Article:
Crane operators can be found in every industry that builds, transports, or handles materials. It is common to associate cranes and crane operators with the construction and shipping industries. Both industries use massive tower-cranes to move materials to great heights. While these are some of the most well-known and highest paid crane operators, there are a lot of different kinds of cranes used throughout the world in various industries.
All sectors of the oil and gas industry utilize cranes and crane operators. From small boom trucks that hoist pipes and materials on drilling or pipeline sites, to the deck cranes and derricks used on offshore drilling platforms, there are tons of opportunities for someone as a crane operator.
In fact, the demand for crane operators is increasing. Now is a good time to look into this possible career.
Crane Operator Salary
How much do crane operators make? Well, according to the Bureau of Labor Statistics, there are approximately 44,000 people employed in the United States as crane operators. The average hourly wage is $26.78. The average salary comes out to $55,690. The lowest 10% of crane operators earn about $15 per hour while the top 10% earn as much as $40/hr.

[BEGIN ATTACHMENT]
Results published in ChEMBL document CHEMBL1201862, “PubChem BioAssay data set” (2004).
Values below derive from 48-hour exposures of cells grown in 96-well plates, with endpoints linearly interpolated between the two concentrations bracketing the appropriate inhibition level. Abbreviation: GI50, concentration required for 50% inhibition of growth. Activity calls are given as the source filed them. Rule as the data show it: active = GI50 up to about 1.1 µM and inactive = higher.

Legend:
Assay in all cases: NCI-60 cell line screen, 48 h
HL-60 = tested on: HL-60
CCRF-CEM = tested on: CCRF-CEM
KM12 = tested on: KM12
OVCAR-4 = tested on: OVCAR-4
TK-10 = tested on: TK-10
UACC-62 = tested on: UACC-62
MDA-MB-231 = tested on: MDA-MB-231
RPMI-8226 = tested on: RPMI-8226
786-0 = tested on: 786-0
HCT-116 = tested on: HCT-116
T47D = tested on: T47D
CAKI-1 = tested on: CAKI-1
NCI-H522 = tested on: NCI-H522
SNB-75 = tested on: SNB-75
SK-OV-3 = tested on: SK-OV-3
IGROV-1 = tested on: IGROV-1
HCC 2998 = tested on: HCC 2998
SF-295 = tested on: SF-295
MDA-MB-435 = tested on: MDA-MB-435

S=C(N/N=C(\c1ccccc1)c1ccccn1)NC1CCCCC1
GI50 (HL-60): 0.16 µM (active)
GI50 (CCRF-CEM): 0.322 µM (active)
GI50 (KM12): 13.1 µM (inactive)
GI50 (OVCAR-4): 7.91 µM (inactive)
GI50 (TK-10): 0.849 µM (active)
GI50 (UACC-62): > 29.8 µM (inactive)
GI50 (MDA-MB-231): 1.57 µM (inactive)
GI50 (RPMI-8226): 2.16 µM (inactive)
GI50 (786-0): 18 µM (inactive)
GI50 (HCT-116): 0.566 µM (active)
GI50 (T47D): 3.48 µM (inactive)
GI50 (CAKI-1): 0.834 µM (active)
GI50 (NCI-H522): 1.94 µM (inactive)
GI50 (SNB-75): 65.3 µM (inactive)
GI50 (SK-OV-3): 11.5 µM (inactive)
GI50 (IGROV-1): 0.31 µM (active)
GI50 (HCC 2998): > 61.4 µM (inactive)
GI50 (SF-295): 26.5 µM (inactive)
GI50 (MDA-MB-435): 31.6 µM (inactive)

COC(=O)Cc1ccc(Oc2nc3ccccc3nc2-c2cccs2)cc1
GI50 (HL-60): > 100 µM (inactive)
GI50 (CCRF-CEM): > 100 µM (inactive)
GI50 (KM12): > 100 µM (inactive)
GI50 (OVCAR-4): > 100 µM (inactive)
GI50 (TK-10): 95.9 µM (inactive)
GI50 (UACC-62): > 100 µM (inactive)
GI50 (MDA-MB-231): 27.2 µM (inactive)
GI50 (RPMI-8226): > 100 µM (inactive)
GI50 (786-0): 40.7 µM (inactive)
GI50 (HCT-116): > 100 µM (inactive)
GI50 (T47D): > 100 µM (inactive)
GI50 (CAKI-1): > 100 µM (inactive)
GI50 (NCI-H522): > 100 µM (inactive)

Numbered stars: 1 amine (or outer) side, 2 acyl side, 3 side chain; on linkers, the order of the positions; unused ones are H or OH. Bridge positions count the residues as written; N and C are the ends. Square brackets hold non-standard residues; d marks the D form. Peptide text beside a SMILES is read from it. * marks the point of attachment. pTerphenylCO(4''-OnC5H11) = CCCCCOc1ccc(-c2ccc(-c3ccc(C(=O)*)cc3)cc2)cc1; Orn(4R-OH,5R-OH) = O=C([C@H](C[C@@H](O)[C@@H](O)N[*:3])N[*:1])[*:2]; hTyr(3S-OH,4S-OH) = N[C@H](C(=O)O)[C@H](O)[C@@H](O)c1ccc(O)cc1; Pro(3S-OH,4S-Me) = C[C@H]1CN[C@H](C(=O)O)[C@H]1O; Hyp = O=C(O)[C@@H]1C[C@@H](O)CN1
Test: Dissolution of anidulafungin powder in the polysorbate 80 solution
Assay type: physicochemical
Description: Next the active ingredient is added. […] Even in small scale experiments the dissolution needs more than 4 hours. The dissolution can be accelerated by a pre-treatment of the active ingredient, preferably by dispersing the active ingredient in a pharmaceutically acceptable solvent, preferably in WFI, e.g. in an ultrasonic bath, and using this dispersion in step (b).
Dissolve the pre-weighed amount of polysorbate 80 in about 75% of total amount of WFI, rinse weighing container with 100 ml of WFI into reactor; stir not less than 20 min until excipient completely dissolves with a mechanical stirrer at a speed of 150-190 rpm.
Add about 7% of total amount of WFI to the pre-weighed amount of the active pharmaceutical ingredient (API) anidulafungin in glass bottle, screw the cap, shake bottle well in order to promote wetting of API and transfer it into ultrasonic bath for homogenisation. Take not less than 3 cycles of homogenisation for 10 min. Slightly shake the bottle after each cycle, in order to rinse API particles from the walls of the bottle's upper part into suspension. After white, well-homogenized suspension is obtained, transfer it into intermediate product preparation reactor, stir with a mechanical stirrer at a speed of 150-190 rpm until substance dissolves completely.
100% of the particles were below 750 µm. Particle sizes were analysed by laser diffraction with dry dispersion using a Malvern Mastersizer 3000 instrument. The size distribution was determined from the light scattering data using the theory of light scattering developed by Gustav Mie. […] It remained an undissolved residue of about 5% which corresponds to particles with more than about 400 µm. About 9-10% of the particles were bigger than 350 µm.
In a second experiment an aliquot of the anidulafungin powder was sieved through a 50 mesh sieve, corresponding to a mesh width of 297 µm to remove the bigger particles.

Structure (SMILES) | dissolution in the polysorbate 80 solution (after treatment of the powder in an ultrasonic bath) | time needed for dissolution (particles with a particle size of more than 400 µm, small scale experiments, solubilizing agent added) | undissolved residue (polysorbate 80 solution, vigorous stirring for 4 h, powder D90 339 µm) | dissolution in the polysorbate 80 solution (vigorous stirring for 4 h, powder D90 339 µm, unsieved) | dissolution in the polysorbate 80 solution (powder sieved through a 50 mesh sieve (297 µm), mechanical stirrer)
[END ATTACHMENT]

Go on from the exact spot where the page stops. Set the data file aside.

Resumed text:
Crane Operator School
It is unlikely that someone would be hired as a crane operator without any training or experience. If you have construction experience and perhaps a CDL or heavy equipment experience, that would certainly help you get in the door. However, for a higher-paying specialized career as a crane operator you need to find a school for training and certification.
There are different levels of accreditation and different types of cranes to be certified for. As you might expect, the bigger the crane the more training and safety certification you need.
Here are the best places to begin looking for crane operator training:
Keep in mind, becoming a crane operator means you can find great career opportunities in every material or building industry: construction, shipping, infrastructure, oil & gas, etc.